Mercedes principal Toto Wolff admitted that his team had made critical mistakes after a potential victory in the french Grand Prix slipped through their fingers at Circuit Paul Ricard, a traditional Mercedes stronghold.
Lewis Hamilton started the race from second and took the lead when Max Verstappen ran too deep in turn 2. But despite pulling out a three second advantage before the first round of pit stops, Hamilton lost the lead when Verstappen successfully undercut him.
All the teams had been targeting a one-stop strategy for Sunday's race, but Red Bull realised that this wasn't going to work for Verstappen and called him in for a second time on lap 31 while Mercedes decided to tough it out.
It proved a race-winning master stroke, with Verstappen using fresher medium tyres to catch and pass Hamilton for victory a lap and a half before the finish.
"It was back and forwards, we were in the lead because Max made the mistakes. It was a bit inherited," Wolff told Sky Sports F1 afterwards.
"Our pace was good and we had maybe a little bit of a margin even. We had just about three seconds’ gap to protect the undercut, but it wasn’t enough. We were lacking a second and there was somewhere we lost it.
"Lots to learn because we need to understand," he admitted. "Why did we misjudge the undercut is maybe something we need to look at, but it’s only to improve.
There was no question that Red Bull had managed an exceptionally fast pit stop cycle: "They are doing phenomenal out-laps," Wolff admitted.
There had been surprise when Mercedes opted to pit Bottas first on lap 17 and leave Hamilton out for another two laps, which could have been the tipping point of the entire race. But Wolff said that the team had no alternative.
"Valtteri's tyre started to have a vibration and towards the end we were really worried the vibration," he reported. "The vibration came through the suspension already.
"He could have had a failure at any time because he flat spotted the tyres," he added. We knew that we were going to trigger the stops too early, but no choice."
The team kept both Bottas and Hamilton on single stop strategies rather than responding to Verstappen's second stop. Bottas was critical about the decision over the team radio after it resulted in him being passed by both Verstappen and Sergio Perez in the closing laps.
"We should have done a two-stop strategy so we need to look into it," the Finn told Ziggo Sport. "Red Bull got more points than us today, and I think that they were a bit smarter with their strategy.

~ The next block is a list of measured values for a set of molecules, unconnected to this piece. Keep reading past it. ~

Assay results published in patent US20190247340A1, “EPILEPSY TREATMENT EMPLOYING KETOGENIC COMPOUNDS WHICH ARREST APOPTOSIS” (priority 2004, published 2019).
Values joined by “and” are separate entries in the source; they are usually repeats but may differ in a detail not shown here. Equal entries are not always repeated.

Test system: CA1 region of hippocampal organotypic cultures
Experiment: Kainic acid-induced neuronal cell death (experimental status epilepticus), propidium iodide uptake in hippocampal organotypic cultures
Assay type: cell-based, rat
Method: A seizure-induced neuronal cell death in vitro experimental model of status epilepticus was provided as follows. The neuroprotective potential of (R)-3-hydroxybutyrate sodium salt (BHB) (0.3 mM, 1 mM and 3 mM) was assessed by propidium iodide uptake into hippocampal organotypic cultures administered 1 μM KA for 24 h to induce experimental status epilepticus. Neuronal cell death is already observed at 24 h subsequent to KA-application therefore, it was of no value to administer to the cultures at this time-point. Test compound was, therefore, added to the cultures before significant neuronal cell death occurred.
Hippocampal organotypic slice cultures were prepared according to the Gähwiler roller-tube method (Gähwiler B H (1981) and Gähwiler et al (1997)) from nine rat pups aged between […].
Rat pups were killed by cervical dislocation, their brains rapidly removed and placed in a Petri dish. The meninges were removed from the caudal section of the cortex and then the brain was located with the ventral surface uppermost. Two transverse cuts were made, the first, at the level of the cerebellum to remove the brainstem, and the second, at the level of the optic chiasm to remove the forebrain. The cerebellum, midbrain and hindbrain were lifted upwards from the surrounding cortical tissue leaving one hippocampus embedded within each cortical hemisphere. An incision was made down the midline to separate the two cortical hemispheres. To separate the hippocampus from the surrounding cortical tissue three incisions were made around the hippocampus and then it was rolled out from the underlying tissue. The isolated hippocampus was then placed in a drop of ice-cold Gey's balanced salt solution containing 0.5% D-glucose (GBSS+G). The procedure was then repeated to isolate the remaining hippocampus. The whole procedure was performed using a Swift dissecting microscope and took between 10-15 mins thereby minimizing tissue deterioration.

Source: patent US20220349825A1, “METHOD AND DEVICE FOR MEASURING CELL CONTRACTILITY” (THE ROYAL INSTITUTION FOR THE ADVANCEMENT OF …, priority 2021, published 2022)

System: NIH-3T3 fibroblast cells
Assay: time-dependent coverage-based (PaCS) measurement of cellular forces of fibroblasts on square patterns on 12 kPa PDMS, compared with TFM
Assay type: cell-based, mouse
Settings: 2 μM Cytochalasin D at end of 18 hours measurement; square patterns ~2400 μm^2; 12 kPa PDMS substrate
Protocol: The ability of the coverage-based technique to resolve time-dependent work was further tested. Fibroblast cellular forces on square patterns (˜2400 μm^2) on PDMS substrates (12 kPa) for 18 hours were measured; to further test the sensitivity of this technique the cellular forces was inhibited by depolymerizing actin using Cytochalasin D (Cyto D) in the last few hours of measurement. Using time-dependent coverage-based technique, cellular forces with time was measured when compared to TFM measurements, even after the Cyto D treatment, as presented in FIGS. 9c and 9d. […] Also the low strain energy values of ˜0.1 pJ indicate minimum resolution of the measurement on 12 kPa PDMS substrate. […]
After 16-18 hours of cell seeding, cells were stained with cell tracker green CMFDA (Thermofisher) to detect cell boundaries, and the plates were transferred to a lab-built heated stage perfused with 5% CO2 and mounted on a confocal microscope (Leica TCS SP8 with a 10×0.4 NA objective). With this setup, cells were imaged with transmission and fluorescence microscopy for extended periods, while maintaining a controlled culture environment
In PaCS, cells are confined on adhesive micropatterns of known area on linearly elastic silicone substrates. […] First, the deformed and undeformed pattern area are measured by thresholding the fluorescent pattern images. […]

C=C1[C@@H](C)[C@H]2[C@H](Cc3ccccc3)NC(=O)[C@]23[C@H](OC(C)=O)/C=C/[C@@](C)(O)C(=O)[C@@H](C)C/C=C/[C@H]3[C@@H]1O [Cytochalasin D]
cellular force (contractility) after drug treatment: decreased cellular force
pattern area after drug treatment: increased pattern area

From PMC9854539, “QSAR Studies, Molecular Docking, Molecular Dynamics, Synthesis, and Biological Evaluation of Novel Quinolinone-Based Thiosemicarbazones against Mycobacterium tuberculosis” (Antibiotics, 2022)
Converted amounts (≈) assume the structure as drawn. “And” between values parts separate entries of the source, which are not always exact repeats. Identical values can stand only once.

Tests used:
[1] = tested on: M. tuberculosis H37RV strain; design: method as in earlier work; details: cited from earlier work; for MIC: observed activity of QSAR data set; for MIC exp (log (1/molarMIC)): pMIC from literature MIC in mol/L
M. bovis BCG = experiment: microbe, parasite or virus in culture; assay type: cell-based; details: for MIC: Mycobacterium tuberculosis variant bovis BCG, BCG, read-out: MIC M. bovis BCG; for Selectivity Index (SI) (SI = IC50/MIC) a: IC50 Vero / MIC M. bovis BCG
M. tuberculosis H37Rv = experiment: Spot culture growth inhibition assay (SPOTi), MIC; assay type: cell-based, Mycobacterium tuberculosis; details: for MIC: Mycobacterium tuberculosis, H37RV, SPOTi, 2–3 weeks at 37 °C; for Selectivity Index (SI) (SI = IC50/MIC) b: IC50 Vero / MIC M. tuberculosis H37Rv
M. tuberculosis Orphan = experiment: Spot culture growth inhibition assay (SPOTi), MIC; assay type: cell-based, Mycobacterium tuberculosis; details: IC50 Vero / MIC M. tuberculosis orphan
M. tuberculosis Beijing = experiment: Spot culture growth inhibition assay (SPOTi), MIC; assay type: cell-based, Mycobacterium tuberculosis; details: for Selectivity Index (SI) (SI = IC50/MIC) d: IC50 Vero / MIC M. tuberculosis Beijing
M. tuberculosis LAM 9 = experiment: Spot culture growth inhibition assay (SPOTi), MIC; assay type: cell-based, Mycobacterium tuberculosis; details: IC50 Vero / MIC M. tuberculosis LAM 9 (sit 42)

"The early stop compromised it all, and by stopping that early we should have done a two-stop," he offered. "I suggested a two-stop earlier in the race and the team decided to go for one-stop."
Wolff explained why pitting Bottas a second time hadn't been an option: "We thought that maybe Perez would get a penalty for overtaking outside of the track limits so we wanted Valtteri to try and stay within five seconds.
"It was really balancing between the penalty or going for the fastest lap," he said. "We gambled, and we lost."
For his part, Hamilton also felt that the team missed a trick by not switching to a two stop strategy.
“A two stop would have potentially done the job, but it was not on the cards at all for us,” he said. "He was already quite far ahead, so the only option I really had was to stay out.
"Otherwise again, he was undercutting me. He would just come out ahead and I wouldn't be able to pace as they are too quick on the straights," he explained. "So the only option was to stay out as long as possible and hope that the tyres held together.
“We’ll do some analysis and try and figure out why," he added. “Of course there were things that we could probably have done slightly better.
However when it came to defending against Verstappen's final pass, he insisted that there had been no point in defending against Verstappen's final pass.
"I just had no front end so he would have passed me either way, so it was pointless to defend any harder," he stated. "He had the DRS open and if he didn’t pass me there, he would have passed me the straight afterwards. It made zero difference."